International Negotiation

International negotiation requires the ability to meet special challenges and deal with the unknown. Even those experienced in cross-cultural communication can sometimes work against their own best interests during international negotiations. Skilled business negotiators know how to analyze each situation, set up negotiations in ways that are advantageous for their side, cope with cultural differences, deal with foreign bureaucracies, and manage the international negotiation process to reach a deal.

The Program on Negotiation notes that in any international negotiation, several critical tactics should be considered:

  • Research your counterpart’s background and experience.
  • Enlist an adviser from your counterpart’s culture.
  • Pay close attention to unfolding negotiation dynamics.

Researchers have confirmed a relationship between national culture and negotiation style and success. An ongoing project sponsored by Northwestern University’s Dispute Resolution Research Center is exploring the link between process and outcomes—specifically, how cultural tendencies lead to certain process choices, which, in turn, can lead to better or worse negotiation results.

For example, while conventional wisdom tends to hold that there’s strength in numbers, some cultures may dislike being faced with a sizeable negotiating team, poisoning the negotiations right from the start.

At the same time, diplomatic negotiations, such as those between the U.S. and Iran over nuclear capabilities, can be quite different from business negotiations. For example, it’s critical to maintain a reputation for impartiality, and to be aware how your international goals potentially interact and contradict, so you can establish a consistent stance in your relations with groups you are trying to woo.

Finally, due to the enormous influence of China in today’s world markets, PON offers numerous insights into Chinese negotiation styles, which include a strong emphasis on relationships, a lack of interest in ironclad contracts, a slow dealmaking process and widespread opportunism.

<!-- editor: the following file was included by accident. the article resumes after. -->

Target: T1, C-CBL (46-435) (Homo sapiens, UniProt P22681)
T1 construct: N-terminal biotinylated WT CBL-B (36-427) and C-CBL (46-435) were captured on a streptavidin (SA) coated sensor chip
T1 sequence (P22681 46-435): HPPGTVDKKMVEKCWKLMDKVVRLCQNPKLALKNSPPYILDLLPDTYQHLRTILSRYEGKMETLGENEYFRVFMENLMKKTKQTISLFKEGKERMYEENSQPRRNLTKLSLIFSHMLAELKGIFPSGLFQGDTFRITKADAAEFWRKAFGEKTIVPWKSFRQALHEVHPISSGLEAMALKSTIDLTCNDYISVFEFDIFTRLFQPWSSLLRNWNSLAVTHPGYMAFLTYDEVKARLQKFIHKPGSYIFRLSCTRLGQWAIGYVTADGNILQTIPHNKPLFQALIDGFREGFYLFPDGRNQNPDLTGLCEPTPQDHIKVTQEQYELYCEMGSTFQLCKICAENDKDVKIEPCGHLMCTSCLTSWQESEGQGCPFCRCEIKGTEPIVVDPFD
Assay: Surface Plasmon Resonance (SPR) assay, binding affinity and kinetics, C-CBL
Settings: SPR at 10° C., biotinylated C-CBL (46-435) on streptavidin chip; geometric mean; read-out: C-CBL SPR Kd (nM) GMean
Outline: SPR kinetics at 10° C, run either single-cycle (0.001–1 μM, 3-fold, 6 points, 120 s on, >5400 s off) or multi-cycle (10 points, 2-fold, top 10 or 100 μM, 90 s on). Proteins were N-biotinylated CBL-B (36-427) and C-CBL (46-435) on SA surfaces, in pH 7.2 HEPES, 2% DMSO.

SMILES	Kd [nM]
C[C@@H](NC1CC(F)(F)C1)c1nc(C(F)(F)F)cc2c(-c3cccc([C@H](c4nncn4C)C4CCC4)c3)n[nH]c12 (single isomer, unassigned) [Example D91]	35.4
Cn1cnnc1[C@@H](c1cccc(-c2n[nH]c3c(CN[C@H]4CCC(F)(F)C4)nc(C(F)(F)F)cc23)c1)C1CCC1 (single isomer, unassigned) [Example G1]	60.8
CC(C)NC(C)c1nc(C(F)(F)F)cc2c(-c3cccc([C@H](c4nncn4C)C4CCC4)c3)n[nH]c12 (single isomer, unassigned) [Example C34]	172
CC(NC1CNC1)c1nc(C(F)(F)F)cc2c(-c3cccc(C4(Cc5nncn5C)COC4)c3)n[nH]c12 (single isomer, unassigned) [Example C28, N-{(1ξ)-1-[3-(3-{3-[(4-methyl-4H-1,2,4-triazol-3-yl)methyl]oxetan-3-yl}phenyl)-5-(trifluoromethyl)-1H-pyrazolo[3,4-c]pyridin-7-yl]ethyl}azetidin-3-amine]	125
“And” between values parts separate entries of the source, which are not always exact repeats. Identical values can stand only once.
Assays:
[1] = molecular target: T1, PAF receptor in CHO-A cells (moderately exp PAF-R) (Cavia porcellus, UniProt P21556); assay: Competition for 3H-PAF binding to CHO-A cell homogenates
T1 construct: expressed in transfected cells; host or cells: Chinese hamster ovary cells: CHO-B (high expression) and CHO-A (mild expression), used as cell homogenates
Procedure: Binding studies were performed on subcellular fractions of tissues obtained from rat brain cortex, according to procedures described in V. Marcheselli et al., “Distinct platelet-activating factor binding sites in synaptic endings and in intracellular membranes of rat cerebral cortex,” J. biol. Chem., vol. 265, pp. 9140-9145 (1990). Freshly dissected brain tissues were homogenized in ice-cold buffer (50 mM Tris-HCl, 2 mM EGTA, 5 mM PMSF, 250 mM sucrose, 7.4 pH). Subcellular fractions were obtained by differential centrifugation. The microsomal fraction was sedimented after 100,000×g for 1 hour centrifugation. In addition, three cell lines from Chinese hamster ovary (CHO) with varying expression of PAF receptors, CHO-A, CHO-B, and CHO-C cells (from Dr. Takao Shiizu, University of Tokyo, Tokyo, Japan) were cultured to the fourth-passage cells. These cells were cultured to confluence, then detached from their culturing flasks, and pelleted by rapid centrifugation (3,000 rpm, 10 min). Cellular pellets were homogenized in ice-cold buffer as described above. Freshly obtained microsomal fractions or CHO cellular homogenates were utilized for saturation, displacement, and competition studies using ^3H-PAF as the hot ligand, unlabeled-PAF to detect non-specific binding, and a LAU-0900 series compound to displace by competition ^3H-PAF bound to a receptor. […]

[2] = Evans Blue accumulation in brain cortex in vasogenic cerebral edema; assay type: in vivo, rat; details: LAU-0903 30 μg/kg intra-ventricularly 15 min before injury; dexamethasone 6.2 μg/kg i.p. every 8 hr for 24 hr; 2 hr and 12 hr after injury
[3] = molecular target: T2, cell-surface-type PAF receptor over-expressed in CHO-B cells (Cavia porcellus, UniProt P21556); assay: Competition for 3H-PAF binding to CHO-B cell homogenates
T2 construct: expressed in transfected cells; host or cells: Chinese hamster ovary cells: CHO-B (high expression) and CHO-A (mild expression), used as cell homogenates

Click here to download your copy of International Negotiations: Cross-Cultural Communication Skills for International Business Executives from
 the Program on Negotiation at Harvard Law School.

The Negotiation Process in China

PON Staff   •  10/17/2016   •  Filed in International Negotiation

With its booming economy and growing international consumer influence, the role of negotiation in international business is more important than ever and negotiation skills appropriate for China are in high-demand. Here are a few negotiation tips to help you successfully navigate your next round of business negotiations in China. … Read More 

A Discussion with Frank Sander about the Multi-Door Courthouse Concept

PON Staff   •  10/11/2016   •  Filed in International Negotiation

As a collaboration between UST School of Law and the Program on Negotiation at Harvard Law School, the following is the transcript of a conversation between the creator of the multi-door courthouse, Harvard Law Professor Frank E.A. Sander, and the executive director and founder of the University of St. Thomas (UST) International ADR [Alternative Dispute … Read More 

Negotiation Analysis: The US, Taliban, and the Bergdahl Exchange

PON Staff   •  09/27/2016   •  Filed in International Negotiation

The exchange between the United States and the Taliban of Sergeant Bowe Bergdahl for five Taliban leaders held at Guantanamo Bay, Cuba, represented the first public prisoner exchange of a US soldier in the thirteen year US involvement in Afghanistan. The background of the deal including how Private First Class Bergdahl (promoted twice to Sergeant … Read More 

International Negotiations and Agenda Setting: Controlling the Flow of the Negotiation Process

Katie Shonk   •  09/13/2016   •  Filed in International Negotiation

When two groups are embroiled in a conflict, it is common for the party with less power to have difficulty convincing the more powerful party to sit down at the negotiating table in international negotiations. Think of a labor union that wants to convince company management to agree to pay increases. In such cases, the … Read More 

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